Most investors are (or at least should be) familiar with the concept of “home country bias” — the natural tendency to be more familiar and comfortable with public companies in your home country.
Investors everywhere consistently display this trait, which is in direct conflict with the basic principles of international diversification.
A 2014 report by Vanguard found that “Equities not domiciled in the United States accounted for 51 percent of the global equity market as of Dec. 31, 2013.” U.S. equities accounted for the rest. Despite the size of non-U.S. markets, U.S. mutual funds engaged in classic home country bias, holding “only 27 percent of their total equity allocation in non-U.S.-domiciled assets.”
In other words, investors were about 50 percent underweight when it came to equities outside their country. This bias increases the risk and volatility of portfolios, and is a drag on performance.
In the U.S., the impact is partially muted, given the dominant size of U.S. equity capitalization (49 percent) relative to the rest of the world. Nonetheless, the Vanguard study shows that U.S. investors’s holdings of U.S. stocks significantly exceeded the country’s share of the global market.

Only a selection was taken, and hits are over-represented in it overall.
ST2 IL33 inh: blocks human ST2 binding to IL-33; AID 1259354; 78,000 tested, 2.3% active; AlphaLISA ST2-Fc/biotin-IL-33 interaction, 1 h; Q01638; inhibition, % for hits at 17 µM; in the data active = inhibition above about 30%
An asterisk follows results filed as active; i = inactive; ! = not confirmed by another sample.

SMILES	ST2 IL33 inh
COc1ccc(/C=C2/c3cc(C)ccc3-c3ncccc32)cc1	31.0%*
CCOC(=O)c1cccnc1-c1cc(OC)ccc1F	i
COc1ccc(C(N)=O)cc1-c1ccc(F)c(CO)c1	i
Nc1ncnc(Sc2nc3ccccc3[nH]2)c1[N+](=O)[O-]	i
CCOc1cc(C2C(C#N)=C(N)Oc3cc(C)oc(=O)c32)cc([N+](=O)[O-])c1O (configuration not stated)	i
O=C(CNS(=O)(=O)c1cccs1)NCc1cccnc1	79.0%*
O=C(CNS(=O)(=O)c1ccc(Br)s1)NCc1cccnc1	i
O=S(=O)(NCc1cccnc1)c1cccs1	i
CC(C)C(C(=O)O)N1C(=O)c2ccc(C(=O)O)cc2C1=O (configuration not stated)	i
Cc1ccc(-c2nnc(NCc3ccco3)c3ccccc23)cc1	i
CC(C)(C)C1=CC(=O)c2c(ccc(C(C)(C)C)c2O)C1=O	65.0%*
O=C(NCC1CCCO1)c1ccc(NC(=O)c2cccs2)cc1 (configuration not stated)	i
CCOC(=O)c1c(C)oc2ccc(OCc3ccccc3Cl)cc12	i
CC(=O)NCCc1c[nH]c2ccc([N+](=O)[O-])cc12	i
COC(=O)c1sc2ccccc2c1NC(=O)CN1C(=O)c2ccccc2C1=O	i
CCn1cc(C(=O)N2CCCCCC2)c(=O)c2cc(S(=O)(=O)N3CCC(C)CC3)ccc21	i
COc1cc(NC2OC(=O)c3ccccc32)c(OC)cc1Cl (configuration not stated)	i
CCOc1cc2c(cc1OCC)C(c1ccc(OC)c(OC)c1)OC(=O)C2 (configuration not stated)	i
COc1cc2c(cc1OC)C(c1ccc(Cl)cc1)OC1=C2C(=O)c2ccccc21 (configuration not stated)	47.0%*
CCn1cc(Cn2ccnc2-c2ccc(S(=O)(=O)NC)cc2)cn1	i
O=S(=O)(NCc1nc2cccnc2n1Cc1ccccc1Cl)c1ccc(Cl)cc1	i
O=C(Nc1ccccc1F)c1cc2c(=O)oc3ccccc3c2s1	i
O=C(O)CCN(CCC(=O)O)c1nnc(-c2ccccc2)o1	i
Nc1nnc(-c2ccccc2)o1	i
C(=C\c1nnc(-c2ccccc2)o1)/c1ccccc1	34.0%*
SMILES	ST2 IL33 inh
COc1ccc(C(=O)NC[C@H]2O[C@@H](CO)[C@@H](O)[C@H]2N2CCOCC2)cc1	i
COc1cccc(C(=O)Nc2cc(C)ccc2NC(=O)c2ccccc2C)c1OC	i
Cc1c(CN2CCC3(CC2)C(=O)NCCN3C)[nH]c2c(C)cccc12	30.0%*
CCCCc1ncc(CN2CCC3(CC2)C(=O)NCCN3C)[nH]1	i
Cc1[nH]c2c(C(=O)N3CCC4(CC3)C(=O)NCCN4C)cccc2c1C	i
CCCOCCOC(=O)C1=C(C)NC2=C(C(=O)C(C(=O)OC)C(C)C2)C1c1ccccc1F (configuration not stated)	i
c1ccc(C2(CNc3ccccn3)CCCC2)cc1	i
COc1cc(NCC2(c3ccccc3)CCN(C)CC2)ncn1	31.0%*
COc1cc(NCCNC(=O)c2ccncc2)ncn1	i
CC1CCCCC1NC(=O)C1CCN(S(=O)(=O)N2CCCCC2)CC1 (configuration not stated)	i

Now consider the typical domestic portfolio in Canada, which accounts for 4 percent of global equity capitalization. According to a recent survey from the International Monetary Fund, Canadian investors allocate a mere 40 percent of their total equity investments outside Canada. Their local allocation to Canada is about 10 times what it should be. The numbers are similar for the U.K. The considerably smaller size of these markets means that these home country biases create a significant overexposure to home country companies. Radically reduced diversification is the net result.
The local economy affects not only an investor’s portfolio, but their employment and incomes. Hence, there is significant risk tied to the performance of the local economy. The obvious solution is a more global allocation that is closer in relative proportion to global market capitalizations.